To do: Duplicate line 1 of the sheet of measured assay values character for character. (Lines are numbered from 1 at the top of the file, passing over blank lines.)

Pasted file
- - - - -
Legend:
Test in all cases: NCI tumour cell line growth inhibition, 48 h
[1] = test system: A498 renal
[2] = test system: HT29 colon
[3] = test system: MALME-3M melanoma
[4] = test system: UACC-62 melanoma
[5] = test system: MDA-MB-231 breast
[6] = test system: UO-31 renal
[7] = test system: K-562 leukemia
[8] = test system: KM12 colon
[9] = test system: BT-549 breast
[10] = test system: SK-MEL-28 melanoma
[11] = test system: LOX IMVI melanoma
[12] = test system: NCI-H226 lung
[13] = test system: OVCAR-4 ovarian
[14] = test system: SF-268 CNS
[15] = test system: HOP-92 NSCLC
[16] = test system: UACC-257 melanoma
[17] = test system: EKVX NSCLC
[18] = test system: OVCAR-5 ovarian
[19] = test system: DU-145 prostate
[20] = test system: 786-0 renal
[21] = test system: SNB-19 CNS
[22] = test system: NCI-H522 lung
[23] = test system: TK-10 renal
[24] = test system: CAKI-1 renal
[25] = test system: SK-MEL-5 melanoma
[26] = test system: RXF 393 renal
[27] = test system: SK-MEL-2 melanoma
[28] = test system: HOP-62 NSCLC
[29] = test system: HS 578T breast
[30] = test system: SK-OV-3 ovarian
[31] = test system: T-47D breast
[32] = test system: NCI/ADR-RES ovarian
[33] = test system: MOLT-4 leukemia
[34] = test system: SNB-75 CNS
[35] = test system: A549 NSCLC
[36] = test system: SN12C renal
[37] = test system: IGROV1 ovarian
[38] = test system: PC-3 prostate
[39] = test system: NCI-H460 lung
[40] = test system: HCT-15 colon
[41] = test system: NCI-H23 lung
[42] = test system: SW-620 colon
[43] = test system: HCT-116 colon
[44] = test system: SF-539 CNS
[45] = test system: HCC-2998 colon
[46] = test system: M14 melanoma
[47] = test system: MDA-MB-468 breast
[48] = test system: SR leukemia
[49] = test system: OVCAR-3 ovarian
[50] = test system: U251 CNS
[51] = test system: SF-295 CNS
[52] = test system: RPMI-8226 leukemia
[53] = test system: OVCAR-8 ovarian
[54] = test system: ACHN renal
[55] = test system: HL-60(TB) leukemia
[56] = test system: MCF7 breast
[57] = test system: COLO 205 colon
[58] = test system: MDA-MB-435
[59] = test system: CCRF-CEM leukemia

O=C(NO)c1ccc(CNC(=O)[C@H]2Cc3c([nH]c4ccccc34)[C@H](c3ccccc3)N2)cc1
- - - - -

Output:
Legend: